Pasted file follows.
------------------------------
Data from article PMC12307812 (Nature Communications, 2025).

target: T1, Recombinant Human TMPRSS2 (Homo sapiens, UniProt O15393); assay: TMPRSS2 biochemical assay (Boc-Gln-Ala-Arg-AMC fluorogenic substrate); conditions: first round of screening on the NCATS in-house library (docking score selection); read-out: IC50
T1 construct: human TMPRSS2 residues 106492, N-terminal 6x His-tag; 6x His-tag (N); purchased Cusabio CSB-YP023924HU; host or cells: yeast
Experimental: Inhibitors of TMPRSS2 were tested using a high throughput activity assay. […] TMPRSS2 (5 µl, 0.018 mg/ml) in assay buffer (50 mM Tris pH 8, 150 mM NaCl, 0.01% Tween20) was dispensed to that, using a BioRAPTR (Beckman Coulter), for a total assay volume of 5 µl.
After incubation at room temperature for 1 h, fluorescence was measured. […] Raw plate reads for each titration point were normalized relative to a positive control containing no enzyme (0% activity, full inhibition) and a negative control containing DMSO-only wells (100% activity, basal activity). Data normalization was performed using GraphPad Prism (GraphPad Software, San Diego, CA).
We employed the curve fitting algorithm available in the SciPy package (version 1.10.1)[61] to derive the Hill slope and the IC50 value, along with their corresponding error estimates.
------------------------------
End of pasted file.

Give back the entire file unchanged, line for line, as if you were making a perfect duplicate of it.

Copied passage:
Data from article PMC12307812 (Nature Communications, 2025).

target: T1, Recombinant Human TMPRSS2 (Homo sapiens, UniProt O15393); assay: TMPRSS2 biochemical assay (Boc-Gln-Ala-Arg-AMC fluorogenic substrate); conditions: first round of screening on the NCATS in-house library (docking score selection); read-out: IC50
T1 construct: human TMPRSS2 residues 106492, N-terminal 6x His-tag; 6x His-tag (N); purchased Cusabio CSB-YP023924HU; host or cells: yeast
Experimental: Inhibitors of TMPRSS2 were tested using a high throughput activity assay. […] TMPRSS2 (5 µl, 0.018 mg/ml) in assay buffer (50 mM Tris pH 8, 150 mM NaCl, 0.01% Tween20) was dispensed to that, using a BioRAPTR (Beckman Coulter), for a total assay volume of 5 µl.
After incubation at room temperature for 1 h, fluorescence was measured. […] Raw plate reads for each titration point were normalized relative to a positive control containing no enzyme (0% activity, full inhibition) and a negative control containing DMSO-only wells (100% activity, basal activity). Data normalization was performed using GraphPad Prism (GraphPad Software, San Diego, CA).
We employed the curve fitting algorithm available in the SciPy package (version 1.10.1)[61] to derive the Hill slope and the IC50 value, along with their corresponding error estimates.